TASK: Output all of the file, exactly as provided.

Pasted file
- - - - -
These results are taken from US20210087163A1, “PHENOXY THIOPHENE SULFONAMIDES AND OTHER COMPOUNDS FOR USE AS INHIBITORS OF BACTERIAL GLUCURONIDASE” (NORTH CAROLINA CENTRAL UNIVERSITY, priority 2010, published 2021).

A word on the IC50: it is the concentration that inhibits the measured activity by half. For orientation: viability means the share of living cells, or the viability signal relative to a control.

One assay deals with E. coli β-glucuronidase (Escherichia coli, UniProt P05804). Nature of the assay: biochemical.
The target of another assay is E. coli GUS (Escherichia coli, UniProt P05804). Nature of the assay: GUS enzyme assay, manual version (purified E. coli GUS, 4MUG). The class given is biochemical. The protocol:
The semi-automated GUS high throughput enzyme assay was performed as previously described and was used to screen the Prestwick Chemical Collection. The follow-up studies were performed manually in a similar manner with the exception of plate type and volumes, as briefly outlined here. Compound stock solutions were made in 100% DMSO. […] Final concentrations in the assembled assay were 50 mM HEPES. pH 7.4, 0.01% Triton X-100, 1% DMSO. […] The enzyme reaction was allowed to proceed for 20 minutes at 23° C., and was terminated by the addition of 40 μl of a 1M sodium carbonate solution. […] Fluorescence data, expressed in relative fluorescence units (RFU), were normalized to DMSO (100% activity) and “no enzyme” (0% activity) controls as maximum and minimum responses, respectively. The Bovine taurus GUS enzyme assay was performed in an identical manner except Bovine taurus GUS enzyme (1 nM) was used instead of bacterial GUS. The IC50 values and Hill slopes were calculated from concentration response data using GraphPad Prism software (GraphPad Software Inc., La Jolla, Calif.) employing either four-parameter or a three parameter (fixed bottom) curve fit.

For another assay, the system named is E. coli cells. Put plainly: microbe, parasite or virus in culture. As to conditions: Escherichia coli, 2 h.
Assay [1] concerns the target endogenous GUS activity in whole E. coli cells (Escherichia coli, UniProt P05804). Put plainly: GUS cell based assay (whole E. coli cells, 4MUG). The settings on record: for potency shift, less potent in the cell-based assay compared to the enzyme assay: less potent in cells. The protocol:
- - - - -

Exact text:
These results are taken from US20210087163A1, “PHENOXY THIOPHENE SULFONAMIDES AND OTHER COMPOUNDS FOR USE AS INHIBITORS OF BACTERIAL GLUCURONIDASE” (NORTH CAROLINA CENTRAL UNIVERSITY, priority 2010, published 2021).

A word on the IC50: it is the concentration that inhibits the measured activity by half. For orientation: viability means the share of living cells, or the viability signal relative to a control.

One assay deals with E. coli β-glucuronidase (Escherichia coli, UniProt P05804). Nature of the assay: biochemical.
The target of another assay is E. coli GUS (Escherichia coli, UniProt P05804). Nature of the assay: GUS enzyme assay, manual version (purified E. coli GUS, 4MUG). The class given is biochemical. The protocol:
The semi-automated GUS high throughput enzyme assay was performed as previously described and was used to screen the Prestwick Chemical Collection. The follow-up studies were performed manually in a similar manner with the exception of plate type and volumes, as briefly outlined here. Compound stock solutions were made in 100% DMSO. […] Final concentrations in the assembled assay were 50 mM HEPES. pH 7.4, 0.01% Triton X-100, 1% DMSO. […] The enzyme reaction was allowed to proceed for 20 minutes at 23° C., and was terminated by the addition of 40 μl of a 1M sodium carbonate solution. […] Fluorescence data, expressed in relative fluorescence units (RFU), were normalized to DMSO (100% activity) and “no enzyme” (0% activity) controls as maximum and minimum responses, respectively. The Bovine taurus GUS enzyme assay was performed in an identical manner except Bovine taurus GUS enzyme (1 nM) was used instead of bacterial GUS. The IC50 values and Hill slopes were calculated from concentration response data using GraphPad Prism software (GraphPad Software Inc., La Jolla, Calif.) employing either four-parameter or a three parameter (fixed bottom) curve fit.

For another assay, the system named is E. coli cells. Put plainly: microbe, parasite or virus in culture. As to conditions: Escherichia coli, 2 h.
Assay [1] concerns the target endogenous GUS activity in whole E. coli cells (Escherichia coli, UniProt P05804). Put plainly: GUS cell based assay (whole E. coli cells, 4MUG). The settings on record: for potency shift, less potent in the cell-based assay compared to the enzyme assay: less potent in cells. The protocol: